Common sense endangered in gopher frog case
The U.S. Circuit Courts of Appeals provide an extraordinary procedure to address panel decisions that are so patently wrong or so tremendously important that all or most of the judges in the circuit need to review the decision. This procedure is called en banc review. We have invoked en banc review in Markle v. U.S. Fish and Wildlife Service.
In Markle, PLF represents the landowners in challenging the designation of 1544 acres of private timber land in Louisiana as “critical habitat” for the dusky gopher frog. Although the land is unsuitable for use by the gopher frog, because it does not contain the physical and biological characteristics the Service says the frog needs to survive, and designation of the land will cost the landowners up to $33.9 million in lost profits, the Service claims it can regulate the land forever until it becomes accessible and usable for species conservation.
Amazingly, two judges, on a three-judge panel of the Fifth Circuit Court of Appeals, issued an opinion agreeing with the Service. This defies common sense. How can land that is wholly unsuitable as habitat be deemed “critical habitat” essential to the conservation of the species? At the very least, “critical habitat” must be habitat. Or reasonably susceptible of becoming such. But that’s not the case here. According to the dissent:
There is a gap in the reasoning of the majority opinion that cannot be
bridged. The area at issue is not presently “essential for the conservation of
the [endangered] species” because it plays no part in the conservation of that species. Its biological and physical characteristics will not support a dusky gopher frog population. There is no evidence of a reasonable probability (or any probability for that matter) that it will become “essential” to the conservation of the species because there is no evidence that the substantial alterations and maintenance necessary to transform the area into habitat suitable for the endangered species will, or are likely to, occur. Land that is not “essential” for conservation does not meet the statutory criteria for “critical habitat.”
No wonder the dissent called the decision “unprecedented and sweeping.”
The panel decision sets a dangerous precedent that would allow overzealous federal bureaucrats to set aside private property anywhere in the country in the hope that it may someday be used by a protected species. As the dissent observed:
The majority opinion interprets the Endangered Species Act to allow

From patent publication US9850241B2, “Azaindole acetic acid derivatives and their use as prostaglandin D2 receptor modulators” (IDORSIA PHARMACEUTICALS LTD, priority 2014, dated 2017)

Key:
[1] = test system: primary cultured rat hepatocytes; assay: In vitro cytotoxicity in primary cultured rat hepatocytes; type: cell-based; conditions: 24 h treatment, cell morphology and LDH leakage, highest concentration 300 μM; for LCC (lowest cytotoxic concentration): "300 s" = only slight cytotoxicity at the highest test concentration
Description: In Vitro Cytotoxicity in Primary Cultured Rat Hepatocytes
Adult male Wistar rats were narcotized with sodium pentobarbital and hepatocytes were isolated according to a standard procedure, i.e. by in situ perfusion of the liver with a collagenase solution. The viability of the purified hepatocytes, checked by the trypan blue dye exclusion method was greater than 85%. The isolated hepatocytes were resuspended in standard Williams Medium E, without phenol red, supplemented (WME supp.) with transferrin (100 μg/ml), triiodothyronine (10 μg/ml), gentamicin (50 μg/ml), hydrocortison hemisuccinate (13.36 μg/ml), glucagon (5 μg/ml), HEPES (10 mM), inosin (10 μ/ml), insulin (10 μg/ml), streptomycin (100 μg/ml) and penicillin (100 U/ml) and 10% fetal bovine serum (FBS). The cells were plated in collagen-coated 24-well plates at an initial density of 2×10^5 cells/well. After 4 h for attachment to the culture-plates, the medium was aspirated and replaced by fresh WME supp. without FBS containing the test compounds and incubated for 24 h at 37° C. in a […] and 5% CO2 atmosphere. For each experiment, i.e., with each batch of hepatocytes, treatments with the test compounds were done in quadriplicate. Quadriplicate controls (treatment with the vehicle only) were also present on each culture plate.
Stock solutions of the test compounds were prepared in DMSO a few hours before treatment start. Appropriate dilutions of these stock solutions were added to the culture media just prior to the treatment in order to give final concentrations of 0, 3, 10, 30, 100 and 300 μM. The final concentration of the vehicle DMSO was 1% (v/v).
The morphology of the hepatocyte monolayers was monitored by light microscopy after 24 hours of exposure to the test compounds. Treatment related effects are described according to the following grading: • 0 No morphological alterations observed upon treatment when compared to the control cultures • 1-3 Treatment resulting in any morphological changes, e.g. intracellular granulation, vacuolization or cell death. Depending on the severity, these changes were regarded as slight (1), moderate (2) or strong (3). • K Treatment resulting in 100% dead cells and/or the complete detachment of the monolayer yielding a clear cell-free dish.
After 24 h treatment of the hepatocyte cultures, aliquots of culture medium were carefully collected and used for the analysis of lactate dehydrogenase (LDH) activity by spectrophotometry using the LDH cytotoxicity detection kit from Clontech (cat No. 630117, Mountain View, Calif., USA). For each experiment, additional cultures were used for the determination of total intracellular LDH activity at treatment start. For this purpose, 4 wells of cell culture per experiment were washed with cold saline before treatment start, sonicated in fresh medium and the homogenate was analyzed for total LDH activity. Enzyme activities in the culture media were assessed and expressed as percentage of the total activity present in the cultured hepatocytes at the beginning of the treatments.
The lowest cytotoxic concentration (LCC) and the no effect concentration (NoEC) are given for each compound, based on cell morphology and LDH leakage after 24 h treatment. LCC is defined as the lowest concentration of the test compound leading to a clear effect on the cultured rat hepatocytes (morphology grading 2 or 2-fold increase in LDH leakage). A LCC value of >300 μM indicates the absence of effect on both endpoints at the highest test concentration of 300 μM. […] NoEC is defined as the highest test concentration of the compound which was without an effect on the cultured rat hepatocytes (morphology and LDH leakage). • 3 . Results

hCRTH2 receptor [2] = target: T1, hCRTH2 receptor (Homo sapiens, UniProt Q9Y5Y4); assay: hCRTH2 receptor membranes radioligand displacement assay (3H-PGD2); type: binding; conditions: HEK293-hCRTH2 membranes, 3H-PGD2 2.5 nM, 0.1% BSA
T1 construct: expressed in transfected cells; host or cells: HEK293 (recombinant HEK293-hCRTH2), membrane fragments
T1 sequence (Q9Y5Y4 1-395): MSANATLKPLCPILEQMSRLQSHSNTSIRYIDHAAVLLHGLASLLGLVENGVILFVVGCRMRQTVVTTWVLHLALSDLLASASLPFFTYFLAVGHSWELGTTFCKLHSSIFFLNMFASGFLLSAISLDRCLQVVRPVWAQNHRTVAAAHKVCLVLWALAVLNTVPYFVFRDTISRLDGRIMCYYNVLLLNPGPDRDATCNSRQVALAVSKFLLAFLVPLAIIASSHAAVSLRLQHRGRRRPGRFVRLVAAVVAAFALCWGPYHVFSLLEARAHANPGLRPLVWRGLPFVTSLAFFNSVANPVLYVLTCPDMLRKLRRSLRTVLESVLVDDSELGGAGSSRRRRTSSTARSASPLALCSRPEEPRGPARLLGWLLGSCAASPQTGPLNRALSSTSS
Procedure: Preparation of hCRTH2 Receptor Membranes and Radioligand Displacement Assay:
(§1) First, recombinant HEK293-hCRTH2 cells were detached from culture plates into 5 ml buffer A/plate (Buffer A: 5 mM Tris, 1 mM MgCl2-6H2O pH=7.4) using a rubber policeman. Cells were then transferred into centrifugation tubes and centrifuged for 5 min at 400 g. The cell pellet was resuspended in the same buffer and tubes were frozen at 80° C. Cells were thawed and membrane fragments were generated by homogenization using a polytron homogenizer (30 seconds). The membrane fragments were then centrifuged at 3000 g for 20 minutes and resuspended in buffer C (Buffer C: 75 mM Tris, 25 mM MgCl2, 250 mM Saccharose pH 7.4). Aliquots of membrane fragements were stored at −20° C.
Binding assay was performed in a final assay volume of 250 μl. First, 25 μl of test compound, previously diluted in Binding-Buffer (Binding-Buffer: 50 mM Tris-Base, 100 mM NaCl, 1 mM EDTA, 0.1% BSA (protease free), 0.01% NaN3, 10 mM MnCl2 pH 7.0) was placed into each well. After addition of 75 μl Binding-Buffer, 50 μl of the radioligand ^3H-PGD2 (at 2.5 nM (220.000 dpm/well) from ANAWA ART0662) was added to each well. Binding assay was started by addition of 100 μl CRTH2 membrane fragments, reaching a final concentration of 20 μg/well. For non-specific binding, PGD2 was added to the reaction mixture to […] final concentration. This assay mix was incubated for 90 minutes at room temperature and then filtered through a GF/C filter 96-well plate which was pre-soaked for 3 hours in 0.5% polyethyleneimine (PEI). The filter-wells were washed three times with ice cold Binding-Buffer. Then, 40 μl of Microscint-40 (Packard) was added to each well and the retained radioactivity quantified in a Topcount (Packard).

the Government to impose restrictions on private land use even though the
land: is not occupied by the endangered species and has not been for more than fifty years; is not near areas inhabited by the species; cannot sustain the
species without substantial alterations and future annual maintenance,
neither of which the Government has the authority to effectuate, as it concedes; and does not play any supporting role in the existence of current habitat for the species. If the Endangered Species Act permitted the actions taken by the Government in this case, then vast portions of the United States could be designated as “critical habitat” because it is theoretically possible, even if not probable, that land could be modified to sustain the introduction or
reintroduction of an endangered species.
This is an opinion that calls out for en banc review. The opinion is patently wrong and the case is of tremendous importance nationwide. We therefore filed a petition for rehearing by the full court last Friday. For the sake of property rights everywhere, and the rule-of-law, let’s hope the Fifth Circuit reconsiders the case and reads some common sense back into the Endangered Species Act.
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Weyerhaeuser/Markle v. U.S. Fish and Wildlife Service
As a child, Edward Poitevent’s family cut down Christmas trees on their lumber-rich land in Louisiana, and one day he’d like to leave the property to his own children. But federal bureaucrats jeopardized his legacy when they declared nearly 1,500 acres of his family’s private land as a critical habitat for the dusky gopher frog—a species not seen in the state for more than 50 years. Neither the Endangered Species Act nor congressional intent justifies such government-sanctioned property theft. Represented by PLF, Edward sued and on October 1st, 2018, he will join another affected property owner, Weyerhaeuser Company, at the U.S. Supreme Court to defend their constitutionally protected property rights.Read more
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